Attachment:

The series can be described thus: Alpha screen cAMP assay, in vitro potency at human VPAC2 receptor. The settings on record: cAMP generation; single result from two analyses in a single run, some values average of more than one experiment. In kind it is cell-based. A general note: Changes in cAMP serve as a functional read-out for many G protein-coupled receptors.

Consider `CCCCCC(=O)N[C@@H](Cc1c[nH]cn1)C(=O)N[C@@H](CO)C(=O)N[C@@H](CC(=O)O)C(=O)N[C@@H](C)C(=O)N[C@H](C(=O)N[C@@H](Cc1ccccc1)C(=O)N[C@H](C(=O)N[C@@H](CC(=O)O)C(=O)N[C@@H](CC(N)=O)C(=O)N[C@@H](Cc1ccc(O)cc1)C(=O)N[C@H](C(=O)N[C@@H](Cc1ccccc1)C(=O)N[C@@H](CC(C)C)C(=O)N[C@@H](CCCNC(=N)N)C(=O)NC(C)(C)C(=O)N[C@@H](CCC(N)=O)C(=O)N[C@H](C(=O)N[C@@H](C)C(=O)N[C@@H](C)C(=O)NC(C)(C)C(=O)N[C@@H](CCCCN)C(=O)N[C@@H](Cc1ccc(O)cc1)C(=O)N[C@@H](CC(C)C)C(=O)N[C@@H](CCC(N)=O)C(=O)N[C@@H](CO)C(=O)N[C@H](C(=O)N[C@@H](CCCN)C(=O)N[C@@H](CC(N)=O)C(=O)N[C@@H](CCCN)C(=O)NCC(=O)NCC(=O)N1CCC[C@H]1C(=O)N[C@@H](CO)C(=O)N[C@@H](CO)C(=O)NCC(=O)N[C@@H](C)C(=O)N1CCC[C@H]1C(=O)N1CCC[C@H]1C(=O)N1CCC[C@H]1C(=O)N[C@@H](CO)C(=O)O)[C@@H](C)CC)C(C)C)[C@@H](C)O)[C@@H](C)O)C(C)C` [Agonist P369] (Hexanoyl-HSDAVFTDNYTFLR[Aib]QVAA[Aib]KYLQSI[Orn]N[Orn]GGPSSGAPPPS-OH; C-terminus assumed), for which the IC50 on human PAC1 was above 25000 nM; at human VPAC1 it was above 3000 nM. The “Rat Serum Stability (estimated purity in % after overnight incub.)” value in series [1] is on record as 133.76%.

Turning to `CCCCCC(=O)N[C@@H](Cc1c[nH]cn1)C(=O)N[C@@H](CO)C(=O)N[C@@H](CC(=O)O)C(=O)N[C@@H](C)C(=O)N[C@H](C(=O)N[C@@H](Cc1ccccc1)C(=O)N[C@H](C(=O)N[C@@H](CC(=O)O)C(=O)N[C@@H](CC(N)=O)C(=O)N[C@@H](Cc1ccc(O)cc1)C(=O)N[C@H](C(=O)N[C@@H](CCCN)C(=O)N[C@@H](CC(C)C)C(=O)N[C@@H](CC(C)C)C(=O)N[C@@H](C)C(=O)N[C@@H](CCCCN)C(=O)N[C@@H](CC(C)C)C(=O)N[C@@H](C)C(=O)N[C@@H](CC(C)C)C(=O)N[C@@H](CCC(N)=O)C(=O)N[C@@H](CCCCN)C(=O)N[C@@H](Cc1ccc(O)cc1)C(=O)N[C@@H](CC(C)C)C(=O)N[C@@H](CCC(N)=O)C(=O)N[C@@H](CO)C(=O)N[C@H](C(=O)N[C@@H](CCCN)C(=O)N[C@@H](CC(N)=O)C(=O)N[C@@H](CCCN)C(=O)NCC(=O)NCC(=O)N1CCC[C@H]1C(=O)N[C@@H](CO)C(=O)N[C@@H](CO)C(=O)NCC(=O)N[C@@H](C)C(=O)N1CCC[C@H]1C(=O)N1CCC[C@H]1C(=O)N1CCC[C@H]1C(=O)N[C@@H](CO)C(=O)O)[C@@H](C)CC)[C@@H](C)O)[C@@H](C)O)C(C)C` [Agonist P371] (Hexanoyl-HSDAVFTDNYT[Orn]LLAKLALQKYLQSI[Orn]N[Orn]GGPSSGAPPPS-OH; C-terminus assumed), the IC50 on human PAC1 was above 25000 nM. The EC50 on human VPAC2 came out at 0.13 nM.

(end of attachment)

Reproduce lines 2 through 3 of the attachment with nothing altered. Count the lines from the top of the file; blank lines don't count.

Consider `CCCCCC(=O)N[C@@H](Cc1c[nH]cn1)C(=O)N[C@@H](CO)C(=O)N[C@@H](CC(=O)O)C(=O)N[C@@H](C)C(=O)N[C@H](C(=O)N[C@@H](Cc1ccccc1)C(=O)N[C@H](C(=O)N[C@@H](CC(=O)O)C(=O)N[C@@H](CC(N)=O)C(=O)N[C@@H](Cc1ccc(O)cc1)C(=O)N[C@H](C(=O)N[C@@H](Cc1ccccc1)C(=O)N[C@@H](CC(C)C)C(=O)N[C@@H](CCCNC(=N)N)C(=O)NC(C)(C)C(=O)N[C@@H](CCC(N)=O)C(=O)N[C@H](C(=O)N[C@@H](C)C(=O)N[C@@H](C)C(=O)NC(C)(C)C(=O)N[C@@H](CCCCN)C(=O)N[C@@H](Cc1ccc(O)cc1)C(=O)N[C@@H](CC(C)C)C(=O)N[C@@H](CCC(N)=O)C(=O)N[C@@H](CO)C(=O)N[C@H](C(=O)N[C@@H](CCCN)C(=O)N[C@@H](CC(N)=O)C(=O)N[C@@H](CCCN)C(=O)NCC(=O)NCC(=O)N1CCC[C@H]1C(=O)N[C@@H](CO)C(=O)N[C@@H](CO)C(=O)NCC(=O)N[C@@H](C)C(=O)N1CCC[C@H]1C(=O)N1CCC[C@H]1C(=O)N1CCC[C@H]1C(=O)N[C@@H](CO)C(=O)O)[C@@H](C)CC)C(C)C)[C@@H](C)O)[C@@H](C)O)C(C)C` [Agonist P369] (Hexanoyl-HSDAVFTDNYTFLR[Aib]QVAA[Aib]KYLQSI[Orn]N[Orn]GGPSSGAPPPS-OH; C-terminus assumed), for which the IC50 on human PAC1 was above 25000 nM; at human VPAC1 it was above 3000 nM. The “Rat Serum Stability (estimated purity in % after overnight incub.)” value in series [1] is on record as 133.76%.

Turning to `CCCCCC(=O)N[C@@H](Cc1c[nH]cn1)C(=O)N[C@@H](CO)C(=O)N[C@@H](CC(=O)O)C(=O)N[C@@H](C)C(=O)N[C@H](C(=O)N[C@@H](Cc1ccccc1)C(=O)N[C@H](C(=O)N[C@@H](CC(=O)O)C(=O)N[C@@H](CC(N)=O)C(=O)N[C@@H](Cc1ccc(O)cc1)C(=O)N[C@H](C(=O)N[C@@H](CCCN)C(=O)N[C@@H](CC(C)C)C(=O)N[C@@H](CC(C)C)C(=O)N[C@@H](C)C(=O)N[C@@H](CCCCN)C(=O)N[C@@H](CC(C)C)C(=O)N[C@@H](C)C(=O)N[C@@H](CC(C)C)C(=O)N[C@@H](CCC(N)=O)C(=O)N[C@@H](CCCCN)C(=O)N[C@@H](Cc1ccc(O)cc1)C(=O)N[C@@H](CC(C)C)C(=O)N[C@@H](CCC(N)=O)C(=O)N[C@@H](CO)C(=O)N[C@H](C(=O)N[C@@H](CCCN)C(=O)N[C@@H](CC(N)=O)C(=O)N[C@@H](CCCN)C(=O)NCC(=O)NCC(=O)N1CCC[C@H]1C(=O)N[C@@H](CO)C(=O)N[C@@H](CO)C(=O)NCC(=O)N[C@@H](C)C(=O)N1CCC[C@H]1C(=O)N1CCC[C@H]1C(=O)N1CCC[C@H]1C(=O)N[C@@H](CO)C(=O)O)[C@@H](C)CC)[C@@H](C)O)[C@@H](C)O)C(C)C` [Agonist P371] (Hexanoyl-HSDAVFTDNYT[Orn]LLAKLALQKYLQSI[Orn]N[Orn]GGPSSGAPPPS-OH; C-terminus assumed), the IC50 on human PAC1 was above 25000 nM. The EC50 on human VPAC2 came out at 0.13 nM.